Andrew Upton: Yeah, I think we took the harder [play first]… it’s hard to describe. It is so plain and simple, Beckett’s work, and that’s really hard to get. It’s hard to play, as actors, it’s hard to get it right, hard to get at the dialogue when you’re doing so much action, it’s very, very difficult to hold in your hand, very mercurial. And I think all of those terrifying lessons– those rehearsals, battered as we were, we couldn’t…
Hugo Weaving: It was an emotional release, our first weeks.
Andrew Upton: Beckett is demanding. I think audiences know that, and they weren’t expecting tea. It was a very free flowing experience.
Hugo Weaving: The first thing I think I learned doing Godot, that I brought into this [Endgame], was the technical demands of the piece are so acute. And yet also– you have to observe the structure– but you need to to be entirely present. And open every second of the play. And I think that’s probably true with every play, but with Beckett, somehow, much more extremely true than any other playwright. And I think it as a wonderful thing to discover, to bring to this [play.]
Moderator: It sounds like a real leap of faith.
Andrew Upton: Yeah, it’s a leap of faith, all right [laughter].
“Watched “Lord Elrond”- Hugo Weaving’s play #Endgame . Marvellous performance! Panel was impressive too.” Sienna W via Twitter
Moderator: It sounds like a real emotional tumble. You were talking about music earlier [Hugo]… that at some point you have to let go.
Hugo Weaving: Well, Tamas Ascher, not Andy, was going to direct Waiting for Godot, and he couldn’t come for the first week. He was indisposed, so Andrew took over rehearsals for the first week, and we weren’t missing him anyway, because Tamas is Hungarian, so everything has to go through a translator, so we thought maybe we’ll make the most of this because we’ll have a talk alone about Beckett because [Tamas] couldn’t immediately come [to Sydney]. And then he didn’t come… and it became very clear during the second week of rehearsals that he WASN’T coming. [Laughs].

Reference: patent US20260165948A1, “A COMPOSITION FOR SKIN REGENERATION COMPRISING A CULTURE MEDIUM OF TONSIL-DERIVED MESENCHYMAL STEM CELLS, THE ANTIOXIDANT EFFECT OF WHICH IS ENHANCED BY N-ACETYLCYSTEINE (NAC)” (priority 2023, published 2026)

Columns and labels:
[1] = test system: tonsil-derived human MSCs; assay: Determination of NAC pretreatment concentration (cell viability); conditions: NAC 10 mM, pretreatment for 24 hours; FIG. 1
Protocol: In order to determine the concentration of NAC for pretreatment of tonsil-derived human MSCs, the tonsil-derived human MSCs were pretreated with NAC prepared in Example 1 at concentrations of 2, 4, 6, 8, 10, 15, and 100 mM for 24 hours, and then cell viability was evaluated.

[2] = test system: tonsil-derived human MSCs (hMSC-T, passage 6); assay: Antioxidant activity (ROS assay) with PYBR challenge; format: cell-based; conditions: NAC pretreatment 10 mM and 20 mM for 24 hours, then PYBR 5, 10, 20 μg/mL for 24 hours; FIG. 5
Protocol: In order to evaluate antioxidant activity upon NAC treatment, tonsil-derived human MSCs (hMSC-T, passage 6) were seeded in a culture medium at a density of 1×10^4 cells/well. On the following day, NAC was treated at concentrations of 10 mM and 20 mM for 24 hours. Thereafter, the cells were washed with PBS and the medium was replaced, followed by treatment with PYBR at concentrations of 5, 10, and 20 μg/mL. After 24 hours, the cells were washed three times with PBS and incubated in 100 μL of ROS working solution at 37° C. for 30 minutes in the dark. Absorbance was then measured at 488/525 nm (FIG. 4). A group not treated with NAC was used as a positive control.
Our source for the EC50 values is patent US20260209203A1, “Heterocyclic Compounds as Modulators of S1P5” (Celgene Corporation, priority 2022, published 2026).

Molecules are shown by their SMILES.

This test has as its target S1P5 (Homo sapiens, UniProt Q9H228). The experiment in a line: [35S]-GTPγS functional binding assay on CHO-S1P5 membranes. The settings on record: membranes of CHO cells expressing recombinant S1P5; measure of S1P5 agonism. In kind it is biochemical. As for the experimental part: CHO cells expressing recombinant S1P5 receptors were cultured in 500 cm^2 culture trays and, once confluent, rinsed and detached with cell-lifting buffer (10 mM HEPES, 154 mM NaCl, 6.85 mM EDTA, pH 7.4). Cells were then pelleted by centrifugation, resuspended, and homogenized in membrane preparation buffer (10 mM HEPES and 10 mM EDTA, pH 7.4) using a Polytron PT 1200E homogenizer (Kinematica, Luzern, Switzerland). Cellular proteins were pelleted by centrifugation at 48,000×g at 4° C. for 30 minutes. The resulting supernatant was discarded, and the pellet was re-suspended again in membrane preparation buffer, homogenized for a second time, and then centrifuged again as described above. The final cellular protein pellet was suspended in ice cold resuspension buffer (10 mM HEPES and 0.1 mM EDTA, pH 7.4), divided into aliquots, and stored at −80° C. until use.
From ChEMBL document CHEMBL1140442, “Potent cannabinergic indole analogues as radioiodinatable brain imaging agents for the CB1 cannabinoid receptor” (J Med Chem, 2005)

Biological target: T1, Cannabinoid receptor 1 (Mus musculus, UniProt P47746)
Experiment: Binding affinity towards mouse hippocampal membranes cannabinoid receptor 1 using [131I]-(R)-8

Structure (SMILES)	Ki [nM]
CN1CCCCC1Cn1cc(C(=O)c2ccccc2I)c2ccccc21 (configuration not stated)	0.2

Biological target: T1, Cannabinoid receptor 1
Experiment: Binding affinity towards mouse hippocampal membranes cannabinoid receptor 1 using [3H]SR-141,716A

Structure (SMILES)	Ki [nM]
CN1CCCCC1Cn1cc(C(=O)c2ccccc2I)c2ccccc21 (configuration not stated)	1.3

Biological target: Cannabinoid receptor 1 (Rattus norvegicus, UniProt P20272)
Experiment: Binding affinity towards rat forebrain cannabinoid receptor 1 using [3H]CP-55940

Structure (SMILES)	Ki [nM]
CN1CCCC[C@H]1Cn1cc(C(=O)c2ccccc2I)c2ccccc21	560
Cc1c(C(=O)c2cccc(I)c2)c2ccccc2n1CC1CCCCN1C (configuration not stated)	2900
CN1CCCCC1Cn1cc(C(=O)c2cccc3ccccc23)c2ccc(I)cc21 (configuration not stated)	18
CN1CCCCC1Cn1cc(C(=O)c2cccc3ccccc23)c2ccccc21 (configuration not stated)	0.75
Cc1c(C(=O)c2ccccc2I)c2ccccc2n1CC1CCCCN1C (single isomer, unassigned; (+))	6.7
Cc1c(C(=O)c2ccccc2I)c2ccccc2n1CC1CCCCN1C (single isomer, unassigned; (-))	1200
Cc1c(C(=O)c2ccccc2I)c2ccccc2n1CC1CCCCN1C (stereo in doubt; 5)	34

Andrew Upton: Not at all.
Tom Budge: How appropriate! [Laughs] Because it’s CALLED…
Hugo Weaving: And so Andrew took over… and it was a challenge going forward, [though] it’s not hard for me have faith in Andrew, that’s very easy. That was a very good side effect. But it was suddenly a very different experience and a great experience, doing this play. A very exciting [rehearsal] room. A very open room.
“Happy birthday Samuel Beckett! What an evening at SydneyTheatreCo #Endgame #HugoWeaving #TomBudge #AndrewUpton” Valerie L via Twitter
Question #1 from the audience: Could you describe the role of silence in the play? The silences and pauses seem so ‘active’. Was that a conscious choice?
Hugo Weaving: Well, there are pauses that Beckett had, and a Beckett pause probably lasts between three and five ‘beats’, I suppose, then there are long pauses, and then there are silences that we have. So there are a couple of moments where we observe a sort of full stupid, or dumb silence where nothing is happening at all, almost, I suppose, it’s anti-theatrical in a way, but it’s a quite interesting place to play… There’s a lot going on inside [these characters], but it’s when the death…the nature of where they are fills them, that nothing can be said and nothing can happen, so actually, in a way, that can provide desperate, empty silences from the point of view of the characters. But they’re full of a lot of internal [reflection].